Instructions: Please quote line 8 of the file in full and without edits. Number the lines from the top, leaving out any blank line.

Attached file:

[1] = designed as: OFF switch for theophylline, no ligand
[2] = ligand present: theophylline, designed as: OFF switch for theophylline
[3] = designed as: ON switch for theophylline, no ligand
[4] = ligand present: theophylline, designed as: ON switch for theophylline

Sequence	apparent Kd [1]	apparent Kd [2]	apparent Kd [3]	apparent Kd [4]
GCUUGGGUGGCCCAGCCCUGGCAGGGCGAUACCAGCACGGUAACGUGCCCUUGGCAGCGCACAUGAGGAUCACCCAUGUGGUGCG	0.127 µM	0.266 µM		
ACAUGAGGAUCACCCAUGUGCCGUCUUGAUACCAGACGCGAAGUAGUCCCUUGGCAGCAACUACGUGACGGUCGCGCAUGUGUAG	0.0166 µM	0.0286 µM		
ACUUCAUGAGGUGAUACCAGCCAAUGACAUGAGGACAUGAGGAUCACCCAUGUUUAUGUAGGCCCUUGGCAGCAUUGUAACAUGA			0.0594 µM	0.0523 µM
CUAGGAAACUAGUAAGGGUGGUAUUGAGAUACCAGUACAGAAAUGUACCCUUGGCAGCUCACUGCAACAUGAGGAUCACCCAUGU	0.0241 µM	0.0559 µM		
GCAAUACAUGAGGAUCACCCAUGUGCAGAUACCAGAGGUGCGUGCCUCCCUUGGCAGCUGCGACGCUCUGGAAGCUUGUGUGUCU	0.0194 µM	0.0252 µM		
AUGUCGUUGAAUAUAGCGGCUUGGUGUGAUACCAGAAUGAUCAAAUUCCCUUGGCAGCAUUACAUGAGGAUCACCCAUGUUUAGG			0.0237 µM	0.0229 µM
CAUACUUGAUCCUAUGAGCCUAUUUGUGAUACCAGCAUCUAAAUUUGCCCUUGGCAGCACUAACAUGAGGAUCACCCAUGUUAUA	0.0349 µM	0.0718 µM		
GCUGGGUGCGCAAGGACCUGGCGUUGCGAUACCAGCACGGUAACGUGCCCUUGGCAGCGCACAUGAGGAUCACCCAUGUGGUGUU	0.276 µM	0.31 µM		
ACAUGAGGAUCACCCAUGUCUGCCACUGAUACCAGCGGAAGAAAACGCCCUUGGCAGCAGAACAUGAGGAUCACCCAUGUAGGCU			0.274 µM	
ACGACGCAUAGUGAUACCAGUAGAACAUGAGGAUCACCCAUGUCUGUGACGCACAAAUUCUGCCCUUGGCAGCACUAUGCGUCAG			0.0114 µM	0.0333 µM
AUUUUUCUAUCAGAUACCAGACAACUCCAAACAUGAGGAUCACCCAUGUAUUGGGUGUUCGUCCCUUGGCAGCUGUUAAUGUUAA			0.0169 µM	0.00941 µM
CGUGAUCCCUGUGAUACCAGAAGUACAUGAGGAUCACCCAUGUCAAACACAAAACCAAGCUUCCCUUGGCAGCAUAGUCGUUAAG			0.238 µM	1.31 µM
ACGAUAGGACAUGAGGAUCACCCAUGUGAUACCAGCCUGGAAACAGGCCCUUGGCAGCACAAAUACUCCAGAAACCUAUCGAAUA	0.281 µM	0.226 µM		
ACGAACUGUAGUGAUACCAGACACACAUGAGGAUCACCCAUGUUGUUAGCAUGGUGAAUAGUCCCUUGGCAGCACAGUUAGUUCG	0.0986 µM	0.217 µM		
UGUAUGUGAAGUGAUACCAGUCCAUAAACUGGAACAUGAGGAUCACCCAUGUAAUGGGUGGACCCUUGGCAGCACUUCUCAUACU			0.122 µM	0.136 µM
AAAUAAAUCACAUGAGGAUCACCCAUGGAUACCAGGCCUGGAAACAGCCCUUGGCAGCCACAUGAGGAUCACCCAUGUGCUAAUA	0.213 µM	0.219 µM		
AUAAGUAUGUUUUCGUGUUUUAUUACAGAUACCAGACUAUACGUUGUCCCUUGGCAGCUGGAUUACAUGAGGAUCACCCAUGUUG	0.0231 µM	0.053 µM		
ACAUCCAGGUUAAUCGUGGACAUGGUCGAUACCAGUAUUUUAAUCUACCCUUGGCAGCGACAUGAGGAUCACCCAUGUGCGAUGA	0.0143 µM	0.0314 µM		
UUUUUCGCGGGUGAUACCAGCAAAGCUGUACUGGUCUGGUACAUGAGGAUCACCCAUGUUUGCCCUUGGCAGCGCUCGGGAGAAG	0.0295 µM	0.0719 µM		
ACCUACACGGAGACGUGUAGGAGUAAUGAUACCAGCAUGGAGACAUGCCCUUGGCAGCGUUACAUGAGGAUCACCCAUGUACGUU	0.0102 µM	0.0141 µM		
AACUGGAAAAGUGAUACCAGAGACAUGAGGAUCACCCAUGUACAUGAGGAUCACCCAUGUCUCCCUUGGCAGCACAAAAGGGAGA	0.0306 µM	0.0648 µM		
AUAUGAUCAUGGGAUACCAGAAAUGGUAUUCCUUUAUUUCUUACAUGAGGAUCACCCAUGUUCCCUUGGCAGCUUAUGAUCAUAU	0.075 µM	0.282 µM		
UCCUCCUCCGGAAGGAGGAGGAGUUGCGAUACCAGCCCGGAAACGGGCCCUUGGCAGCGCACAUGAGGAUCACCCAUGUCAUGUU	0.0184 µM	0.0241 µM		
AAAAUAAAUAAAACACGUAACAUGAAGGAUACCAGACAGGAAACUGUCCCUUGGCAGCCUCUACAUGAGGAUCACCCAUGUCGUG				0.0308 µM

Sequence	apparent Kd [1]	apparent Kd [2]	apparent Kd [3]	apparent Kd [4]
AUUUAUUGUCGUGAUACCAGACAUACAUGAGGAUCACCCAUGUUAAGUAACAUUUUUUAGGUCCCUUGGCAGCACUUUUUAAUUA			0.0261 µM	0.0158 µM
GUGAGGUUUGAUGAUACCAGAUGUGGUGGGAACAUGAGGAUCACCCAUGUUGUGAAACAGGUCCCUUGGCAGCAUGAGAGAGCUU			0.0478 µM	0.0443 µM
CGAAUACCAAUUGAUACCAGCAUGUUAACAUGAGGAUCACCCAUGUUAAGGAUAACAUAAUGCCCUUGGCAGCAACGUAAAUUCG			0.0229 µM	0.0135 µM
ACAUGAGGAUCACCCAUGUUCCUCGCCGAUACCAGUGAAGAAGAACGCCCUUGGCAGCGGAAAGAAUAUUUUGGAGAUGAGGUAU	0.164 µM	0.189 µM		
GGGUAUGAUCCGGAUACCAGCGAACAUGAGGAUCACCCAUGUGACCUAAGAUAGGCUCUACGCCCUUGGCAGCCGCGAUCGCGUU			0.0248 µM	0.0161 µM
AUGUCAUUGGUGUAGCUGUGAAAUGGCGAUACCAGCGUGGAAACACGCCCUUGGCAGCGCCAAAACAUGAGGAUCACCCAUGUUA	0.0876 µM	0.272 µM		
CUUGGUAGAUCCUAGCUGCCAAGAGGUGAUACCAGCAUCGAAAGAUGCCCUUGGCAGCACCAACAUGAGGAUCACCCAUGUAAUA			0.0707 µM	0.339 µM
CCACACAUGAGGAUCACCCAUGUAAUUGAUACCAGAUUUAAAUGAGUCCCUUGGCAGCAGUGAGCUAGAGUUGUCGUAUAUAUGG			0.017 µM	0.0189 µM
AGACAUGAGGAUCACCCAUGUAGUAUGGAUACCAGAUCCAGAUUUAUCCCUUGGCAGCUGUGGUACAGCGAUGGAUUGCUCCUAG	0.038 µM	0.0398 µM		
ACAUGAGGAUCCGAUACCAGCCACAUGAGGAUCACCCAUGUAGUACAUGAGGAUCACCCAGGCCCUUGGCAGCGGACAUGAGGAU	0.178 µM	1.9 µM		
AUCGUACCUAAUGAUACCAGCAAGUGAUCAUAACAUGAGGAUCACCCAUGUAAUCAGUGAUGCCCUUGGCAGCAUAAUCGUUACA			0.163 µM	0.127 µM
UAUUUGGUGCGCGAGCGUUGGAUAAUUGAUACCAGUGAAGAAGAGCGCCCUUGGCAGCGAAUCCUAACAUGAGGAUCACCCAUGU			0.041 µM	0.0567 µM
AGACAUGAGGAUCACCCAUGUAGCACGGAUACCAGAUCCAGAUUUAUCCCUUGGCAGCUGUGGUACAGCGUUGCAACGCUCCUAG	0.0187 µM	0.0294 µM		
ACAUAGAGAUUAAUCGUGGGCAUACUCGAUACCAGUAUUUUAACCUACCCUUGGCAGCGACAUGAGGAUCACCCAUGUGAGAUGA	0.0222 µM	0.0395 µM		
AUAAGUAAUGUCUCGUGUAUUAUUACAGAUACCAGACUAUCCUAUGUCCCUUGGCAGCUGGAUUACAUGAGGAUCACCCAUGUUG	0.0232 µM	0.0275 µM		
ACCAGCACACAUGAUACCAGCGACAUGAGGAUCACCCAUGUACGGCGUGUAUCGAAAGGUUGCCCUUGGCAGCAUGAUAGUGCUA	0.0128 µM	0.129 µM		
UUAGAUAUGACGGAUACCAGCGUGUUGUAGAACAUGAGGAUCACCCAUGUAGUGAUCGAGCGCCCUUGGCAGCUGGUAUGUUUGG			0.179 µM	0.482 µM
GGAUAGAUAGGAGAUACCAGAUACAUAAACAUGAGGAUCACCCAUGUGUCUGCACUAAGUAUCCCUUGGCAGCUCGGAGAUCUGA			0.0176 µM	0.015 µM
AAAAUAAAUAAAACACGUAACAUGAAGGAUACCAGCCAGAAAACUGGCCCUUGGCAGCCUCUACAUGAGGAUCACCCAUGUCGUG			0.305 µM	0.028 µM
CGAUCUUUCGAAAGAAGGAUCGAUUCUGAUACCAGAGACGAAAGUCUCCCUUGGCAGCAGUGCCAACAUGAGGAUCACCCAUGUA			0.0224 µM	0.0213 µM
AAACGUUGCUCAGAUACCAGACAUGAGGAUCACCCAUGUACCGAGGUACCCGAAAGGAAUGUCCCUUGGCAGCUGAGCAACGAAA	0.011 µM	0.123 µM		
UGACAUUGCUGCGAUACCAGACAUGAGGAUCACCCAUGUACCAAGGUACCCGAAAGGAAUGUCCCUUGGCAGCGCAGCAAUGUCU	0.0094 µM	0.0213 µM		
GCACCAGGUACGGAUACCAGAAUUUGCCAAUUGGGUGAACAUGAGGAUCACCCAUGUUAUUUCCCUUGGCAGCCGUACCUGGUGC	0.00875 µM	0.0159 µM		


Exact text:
ACUUCAUGAGGUGAUACCAGCCAAUGACAUGAGGACAUGAGGAUCACCCAUGUUUAUGUAGGCCCUUGGCAGCAUUGUAACAUGA			0.0594 µM	0.0523 µM